The hardest part is putting all the information in the order you want as a manuscript.
I think you will probably want to make a book with photographs 8.5 x 11 inches size. Novels are usually printed in 6 x 9 inch size.
If you create your manuscript in the actual size you want the book, it is easier to proofread and edit it as you go along. It won’t stop you from making mistakes, but it helps.
Start with a blank page as they print the book exactly as you send it in.
I then put a sketch I made of my old cabin as the next page with copyright date, Publisher (my self or whatever you want to name your new publishing company) and I usually place a quote of some sort.
The 3rd page has the technical stuff, photo credits, thanks to proof readers, all rights reserved, liable disclaimer (for my autobiography, posted here as an example) “This is my point of view of my life, told from my perspective and totally my own opinion.
It is not politically correct, nor is it prettied up to suit anyone else. If we learn from our mistakes, I should be just about the smartest person on earth. Obviously that isn’t true.”
Then I list other books I have written which may take another page if you have been busy or want to give a wonderful dedication.
If you are going to separate your book into sections, you will want to add a Table of Contents here and possibly an index at the end of the book.
Finally, you are ready to start the actual book itself. Make a title page, using larger font usually. Make your font an easy to read font.
Garamond is a good font as it is compatible with the publishing system we are using.
Then, usually the start of each chapter is a set number of spaces down the page from the top, I usually center and bold the font for chapters.
Try to be as consistent as possible so the book looks fairly professional. Each chapter should start at the same distance down on the page.
If you are adding photographs, place them either evenly throughout with their descriptions, if you wish or make a separate section of only photographs.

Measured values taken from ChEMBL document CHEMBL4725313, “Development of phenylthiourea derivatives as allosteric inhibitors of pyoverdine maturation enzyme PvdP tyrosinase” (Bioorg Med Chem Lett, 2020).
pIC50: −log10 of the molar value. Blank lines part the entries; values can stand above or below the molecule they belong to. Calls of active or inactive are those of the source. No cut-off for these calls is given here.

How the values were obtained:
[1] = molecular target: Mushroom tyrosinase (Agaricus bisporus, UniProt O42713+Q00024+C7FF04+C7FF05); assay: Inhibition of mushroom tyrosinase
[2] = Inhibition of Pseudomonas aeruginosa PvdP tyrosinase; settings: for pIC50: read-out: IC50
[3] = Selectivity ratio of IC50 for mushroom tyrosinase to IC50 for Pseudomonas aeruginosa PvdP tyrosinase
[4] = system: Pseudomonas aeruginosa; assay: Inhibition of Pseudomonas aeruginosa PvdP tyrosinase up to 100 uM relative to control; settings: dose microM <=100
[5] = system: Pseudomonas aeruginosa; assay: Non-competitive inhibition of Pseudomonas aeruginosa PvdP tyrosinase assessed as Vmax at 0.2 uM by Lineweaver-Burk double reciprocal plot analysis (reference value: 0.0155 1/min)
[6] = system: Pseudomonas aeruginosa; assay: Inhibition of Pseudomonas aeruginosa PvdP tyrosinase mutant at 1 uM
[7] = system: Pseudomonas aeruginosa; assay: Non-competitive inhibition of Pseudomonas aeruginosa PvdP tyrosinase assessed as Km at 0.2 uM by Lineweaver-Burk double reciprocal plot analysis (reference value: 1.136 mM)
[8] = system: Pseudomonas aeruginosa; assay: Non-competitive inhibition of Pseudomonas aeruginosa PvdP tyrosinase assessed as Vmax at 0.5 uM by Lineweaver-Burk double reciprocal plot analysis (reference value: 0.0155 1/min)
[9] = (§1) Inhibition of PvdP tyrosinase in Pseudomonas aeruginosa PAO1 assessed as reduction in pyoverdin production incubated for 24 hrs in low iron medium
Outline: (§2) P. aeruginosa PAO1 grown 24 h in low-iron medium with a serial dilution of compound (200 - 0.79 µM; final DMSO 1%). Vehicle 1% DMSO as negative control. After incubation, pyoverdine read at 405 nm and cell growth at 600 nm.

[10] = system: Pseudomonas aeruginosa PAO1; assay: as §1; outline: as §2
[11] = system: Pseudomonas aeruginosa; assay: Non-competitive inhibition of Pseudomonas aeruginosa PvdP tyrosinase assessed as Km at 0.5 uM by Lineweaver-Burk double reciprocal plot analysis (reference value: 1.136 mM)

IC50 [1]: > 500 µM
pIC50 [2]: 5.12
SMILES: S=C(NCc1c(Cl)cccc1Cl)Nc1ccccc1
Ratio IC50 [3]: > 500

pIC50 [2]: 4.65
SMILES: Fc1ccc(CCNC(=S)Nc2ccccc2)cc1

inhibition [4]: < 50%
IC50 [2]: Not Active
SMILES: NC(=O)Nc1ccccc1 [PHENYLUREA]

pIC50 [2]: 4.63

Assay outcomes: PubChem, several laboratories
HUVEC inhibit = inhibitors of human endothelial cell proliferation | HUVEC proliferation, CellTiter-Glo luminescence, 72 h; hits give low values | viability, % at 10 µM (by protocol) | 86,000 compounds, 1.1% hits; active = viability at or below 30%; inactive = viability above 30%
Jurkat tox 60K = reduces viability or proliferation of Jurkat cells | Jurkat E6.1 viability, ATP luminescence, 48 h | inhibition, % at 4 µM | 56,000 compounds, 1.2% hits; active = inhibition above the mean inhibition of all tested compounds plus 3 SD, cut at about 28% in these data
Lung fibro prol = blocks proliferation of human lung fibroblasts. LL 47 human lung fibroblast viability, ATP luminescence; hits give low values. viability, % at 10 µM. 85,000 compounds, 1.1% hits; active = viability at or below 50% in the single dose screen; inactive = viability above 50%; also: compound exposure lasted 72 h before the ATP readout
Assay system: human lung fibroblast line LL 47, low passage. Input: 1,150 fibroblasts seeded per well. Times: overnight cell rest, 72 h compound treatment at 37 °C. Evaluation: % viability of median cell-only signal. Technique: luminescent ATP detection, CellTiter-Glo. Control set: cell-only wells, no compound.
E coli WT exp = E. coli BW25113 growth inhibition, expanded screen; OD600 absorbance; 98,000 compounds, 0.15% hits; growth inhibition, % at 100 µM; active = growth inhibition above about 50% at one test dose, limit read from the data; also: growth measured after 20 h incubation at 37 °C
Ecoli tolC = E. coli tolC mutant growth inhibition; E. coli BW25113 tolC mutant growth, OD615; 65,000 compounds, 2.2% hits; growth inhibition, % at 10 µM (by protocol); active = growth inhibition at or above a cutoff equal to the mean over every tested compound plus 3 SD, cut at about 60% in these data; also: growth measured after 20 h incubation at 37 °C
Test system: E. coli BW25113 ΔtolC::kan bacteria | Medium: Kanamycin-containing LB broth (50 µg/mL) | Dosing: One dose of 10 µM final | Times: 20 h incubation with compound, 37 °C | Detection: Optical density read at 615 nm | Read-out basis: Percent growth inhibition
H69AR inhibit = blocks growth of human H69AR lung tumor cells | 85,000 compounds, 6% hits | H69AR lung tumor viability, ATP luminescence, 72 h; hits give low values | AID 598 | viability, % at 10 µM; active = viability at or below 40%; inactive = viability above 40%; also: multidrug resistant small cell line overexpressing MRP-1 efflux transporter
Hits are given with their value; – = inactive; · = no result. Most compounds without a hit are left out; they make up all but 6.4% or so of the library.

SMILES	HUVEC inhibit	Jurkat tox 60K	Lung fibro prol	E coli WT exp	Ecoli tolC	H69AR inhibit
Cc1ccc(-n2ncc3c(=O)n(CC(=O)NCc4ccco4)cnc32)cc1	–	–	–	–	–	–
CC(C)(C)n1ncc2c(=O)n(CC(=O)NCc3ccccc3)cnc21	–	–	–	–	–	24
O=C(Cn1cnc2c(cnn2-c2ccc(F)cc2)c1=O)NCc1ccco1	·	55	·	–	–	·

Personally, for the books I made each Grandchild for Christmas, I interspersed family history with photographs as I started having photos to illustrate the family members being told about. I usually do each chapter as a separate file while working on it, unless it is a novel, then I just write. Once I am mostly done, I copy/paste the whole thing together.
Once you have the body of the book fleshed out and are fairly happy with it, save the entire book as one file. Then make another copy by saving as a PDF file which no one else can edit or change and is the easiest one to upload to Createspace for publishing.
You can join Createspace at any time, it is free. It’s an affiliate of Amazon. When you sign up, it will ask what your new project is, book, video, cd, whatever. You may choose to make it a combo Kindle and paperback book.
You can skip making a choice about whether to buy an ISBN number or using one of their free ones until later in the process.
There is the option of using a free ISBN number from them, but that gives them partial control over your book which I don’t like, so I choose to buy the ISBN number used on each novel and cookbook. Those are $99 each and other than paying for whatever books you want to purchase for yourself of the books you make, that is the only expense to do this, it is print on demand.
My personal choice is not to publish on Kindle. It was a personal decision after reading the entire Agreement.
Living where I do, with no phone and usually try to only come to town once a month, less if possible, it was impossible to really find a regular publisher willing to work with me.
Createspace gives me total control of my project and it is ready and on the market just as fast as I want to work at it and get it ready.
There you go, a self publishing guide for createspace.
Take care and have fun writing,